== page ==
I booked a room on a quiet street close to the main attractions of Ayutthaya. The hostel worker recommended I try traditional “boat noodles,” so I set out to find this food. Historically, people would make and sell it from wooden boats on the canal, but now they cook it in wooden boats on the street. It’s a small cup of noodle soup (I saw most people ordering 2 bowls each because of the size) with lots of fresh meat and vegetables. Only after I finished did I find out what it was truly made of… “Pork liver, pig blood curd, crispy fried pork skin, roasted pork and pork meatballs,” which sounds quite disturbing, but it was actually very tasty!
After pigging-out (literally), I went for a stroll that lead to a street market. I got an iced Thai coffee (which was basically sweet and condensed milk plus coffee) as the workers tried to have an English conversation with me. When they didn’t understand, they would close their eyes and smile uncomfortably. “So beautiful” was all the barista could say as she reached out to pet my skin. I continued through the market and found a huge bag of rhambutans (my favorite red furry fruit) for only 20 baht (around $0.50). As I handed the grandma my money, she called all her children and grandchildren to see me. The family started peeling and handing me different fruits to try. I had about 10 pairs of eyes gleaming with excitement as they watched me pop the fruits into my mouth. They giggled and squealed elatedly over my facial expressions as I tried each one. They called me beautiful over and over as they fed me their delicious fruits. I feel like a princess here!
A girl from my hostel asked if I wanted to walk, so we followed a grassy brick path, built up from the water on either side. As we set foot onto the trail, a huge splash came from something jumping into the water. Startled, we both jumped back and peered out to the swamp to see what it was. We spotted what looked like a small crocodile, panting and paddling his head above water. We sprinted out of the park and asked the first person we saw whether we could walk there. He smiled, laughed and nodded, but definitely didn’t understand us. We asked another guy, and got the same smile-laugh-nod reaction from him. After watching an older man walk across the bridge, we deemed it was safe and followed. Half way through, we were frightened by another large beast seated atop the walkway–he was blending in so easily! The old man laughed at us as we ran away, pointing at the animal with ultimate fear in our eyes. He walked right next to it and said, “Safe!”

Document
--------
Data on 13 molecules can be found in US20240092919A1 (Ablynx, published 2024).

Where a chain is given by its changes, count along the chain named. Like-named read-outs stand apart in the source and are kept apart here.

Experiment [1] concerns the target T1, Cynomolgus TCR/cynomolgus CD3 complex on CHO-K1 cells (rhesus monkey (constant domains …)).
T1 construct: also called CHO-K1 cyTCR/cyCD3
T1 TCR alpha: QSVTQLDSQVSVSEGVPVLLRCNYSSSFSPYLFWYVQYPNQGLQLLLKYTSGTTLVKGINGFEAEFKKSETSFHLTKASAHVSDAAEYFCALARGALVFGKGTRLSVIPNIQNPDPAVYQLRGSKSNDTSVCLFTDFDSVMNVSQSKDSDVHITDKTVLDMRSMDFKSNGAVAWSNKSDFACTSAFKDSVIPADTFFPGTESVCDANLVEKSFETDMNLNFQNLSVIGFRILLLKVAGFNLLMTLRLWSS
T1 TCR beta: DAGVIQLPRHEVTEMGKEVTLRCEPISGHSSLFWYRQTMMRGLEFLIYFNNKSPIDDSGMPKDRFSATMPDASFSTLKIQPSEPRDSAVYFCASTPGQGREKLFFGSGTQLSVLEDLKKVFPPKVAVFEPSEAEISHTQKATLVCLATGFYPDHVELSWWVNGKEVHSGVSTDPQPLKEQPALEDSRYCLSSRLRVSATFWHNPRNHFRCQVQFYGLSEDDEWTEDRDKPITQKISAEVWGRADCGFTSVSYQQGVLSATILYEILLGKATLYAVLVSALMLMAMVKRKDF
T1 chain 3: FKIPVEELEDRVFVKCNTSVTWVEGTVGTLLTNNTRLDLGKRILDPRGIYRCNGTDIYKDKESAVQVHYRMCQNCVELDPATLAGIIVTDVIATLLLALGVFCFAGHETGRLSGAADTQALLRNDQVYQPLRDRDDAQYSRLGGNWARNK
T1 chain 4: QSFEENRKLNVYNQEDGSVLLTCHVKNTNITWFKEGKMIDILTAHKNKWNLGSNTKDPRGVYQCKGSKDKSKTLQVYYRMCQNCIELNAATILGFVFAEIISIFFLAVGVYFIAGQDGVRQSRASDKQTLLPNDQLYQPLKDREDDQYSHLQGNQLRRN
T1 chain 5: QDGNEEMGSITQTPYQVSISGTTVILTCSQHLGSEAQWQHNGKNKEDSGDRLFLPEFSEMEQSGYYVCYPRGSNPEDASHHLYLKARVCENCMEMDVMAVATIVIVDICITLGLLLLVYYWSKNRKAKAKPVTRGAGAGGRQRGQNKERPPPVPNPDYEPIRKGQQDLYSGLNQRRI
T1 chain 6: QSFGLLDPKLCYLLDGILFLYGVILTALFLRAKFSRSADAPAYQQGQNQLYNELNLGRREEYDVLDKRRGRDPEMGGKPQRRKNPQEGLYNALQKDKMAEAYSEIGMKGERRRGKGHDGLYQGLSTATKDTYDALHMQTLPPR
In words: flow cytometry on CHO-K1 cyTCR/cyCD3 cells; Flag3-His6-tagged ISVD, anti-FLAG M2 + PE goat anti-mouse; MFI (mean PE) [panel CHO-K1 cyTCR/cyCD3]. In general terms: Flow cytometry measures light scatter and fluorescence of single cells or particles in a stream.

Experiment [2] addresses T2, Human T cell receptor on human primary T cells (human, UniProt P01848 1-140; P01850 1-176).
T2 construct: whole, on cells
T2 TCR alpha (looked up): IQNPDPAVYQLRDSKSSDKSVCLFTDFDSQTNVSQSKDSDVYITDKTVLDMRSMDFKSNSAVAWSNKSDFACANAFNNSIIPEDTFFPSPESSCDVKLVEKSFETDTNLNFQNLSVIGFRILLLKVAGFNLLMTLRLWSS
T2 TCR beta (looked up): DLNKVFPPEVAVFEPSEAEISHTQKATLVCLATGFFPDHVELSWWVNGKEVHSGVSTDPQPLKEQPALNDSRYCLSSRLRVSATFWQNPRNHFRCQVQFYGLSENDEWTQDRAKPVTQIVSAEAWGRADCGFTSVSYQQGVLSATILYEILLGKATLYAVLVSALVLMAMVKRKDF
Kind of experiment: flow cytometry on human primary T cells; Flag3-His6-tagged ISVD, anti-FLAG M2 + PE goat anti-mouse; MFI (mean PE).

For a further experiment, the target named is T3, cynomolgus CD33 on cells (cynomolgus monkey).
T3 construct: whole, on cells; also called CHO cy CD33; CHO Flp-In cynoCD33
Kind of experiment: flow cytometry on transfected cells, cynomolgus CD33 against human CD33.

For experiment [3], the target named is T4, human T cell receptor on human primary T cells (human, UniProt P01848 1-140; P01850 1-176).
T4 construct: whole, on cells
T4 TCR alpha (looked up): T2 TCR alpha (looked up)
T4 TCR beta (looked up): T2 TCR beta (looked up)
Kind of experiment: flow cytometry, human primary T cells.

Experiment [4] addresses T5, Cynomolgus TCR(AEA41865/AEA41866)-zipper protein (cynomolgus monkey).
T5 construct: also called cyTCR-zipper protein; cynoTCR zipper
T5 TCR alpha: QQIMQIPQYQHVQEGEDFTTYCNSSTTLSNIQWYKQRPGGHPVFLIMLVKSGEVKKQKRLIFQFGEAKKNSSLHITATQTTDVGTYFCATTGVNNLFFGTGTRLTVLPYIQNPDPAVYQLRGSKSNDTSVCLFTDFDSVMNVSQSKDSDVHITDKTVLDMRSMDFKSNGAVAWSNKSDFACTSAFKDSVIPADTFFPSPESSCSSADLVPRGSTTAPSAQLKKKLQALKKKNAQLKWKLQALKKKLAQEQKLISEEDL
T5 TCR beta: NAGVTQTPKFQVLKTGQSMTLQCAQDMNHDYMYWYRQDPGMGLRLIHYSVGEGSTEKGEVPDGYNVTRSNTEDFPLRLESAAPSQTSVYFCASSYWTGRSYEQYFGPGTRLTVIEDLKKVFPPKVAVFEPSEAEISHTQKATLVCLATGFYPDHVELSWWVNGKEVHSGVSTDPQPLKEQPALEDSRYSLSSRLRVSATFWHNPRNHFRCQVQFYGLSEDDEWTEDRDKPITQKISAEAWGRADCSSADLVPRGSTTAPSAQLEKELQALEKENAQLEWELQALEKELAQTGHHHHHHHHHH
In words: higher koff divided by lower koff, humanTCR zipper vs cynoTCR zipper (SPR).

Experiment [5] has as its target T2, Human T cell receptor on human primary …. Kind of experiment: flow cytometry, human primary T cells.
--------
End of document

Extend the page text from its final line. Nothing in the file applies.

We watched the sunset from Wat Phra Sri Sanphet, some of the most magical ancient ruins I’ve ever witnessed. Soft green grass grew within the cloisters, absurd birds chirped and the air was quiet and still. It’s amazing to see how in-tact this world heritage site still is, though it was built so long ago. We basically had the entire place to ourselves over the few hours we lingered, and most of the tourists that did come were Thai. Compared to Europe, so far, Asia has hardly any tourists. We were really some of the only white people I saw all day, and the girl I was with was quite a blondie. We turned around to notice two Thai guys taking photos of us in front of the temples, but we didn’t mind. A man also stopped my new blonde friend to take a picture with her, and another girl from the hostel said she was stopped by a monk to take a picture! A MONK!! Too funny.
Now that it was completely dark, it was an even scarier walk back through the park. My friend was so scared of the gator-lizards that I could hear her little short breaths as we trekked. I wasn’t scared of the lizards, but more of the packs of stray dogs that were lingering together in the park. Many of them are quite rough and scabby looking and I def don’t wanna add rabies to my trip itinerary. The flashlights on our phones didn’t work very well for nighttime adventures in the jungle, but we made it through unscathed and ended up stumbling directly into the local night market.
I had the biggest rush of excitement as I watched people cook and try fresh local foods. My friend convinced me to get a papaya salad as she’d been craving one all day. We waited in line with the locals (whenever there’s a line of locals, you know it’s good!) watching as the woman grated, chopped, mixed, seasoned and pounded the salad with a giant mortar and pestle. I also bought a bag of spicy bamboo-noodle soup I saw simmering nearby. Yes, I said a BAG of soup! Everything “to-go” here is served in a clear plastic bag, reminiscent of purchasing a pet goldfish as a child.
We wept as we ate both our meals. They did warn me, “it’s really spicy,” but so far I haven’t been shocked by the spice-factor in Asia like I thought I would be. It’s almost like the quicker you eat, the less you feel the spice and the moment you stop eating you start sweating and crying. My ears even felt like they were about to explode! After, we hung out at the hostel and played Uno among many cultures. We all had different rules and funny ways to play, so it was interesting sorting out the game. One worker played the guitar and sang Thai songs to his girlfriend while the other worker laid on the floor, repairing his bicycle by hand. It was a beautiful evening in Ayutthaya!
Alena Horowitz | Miss Potato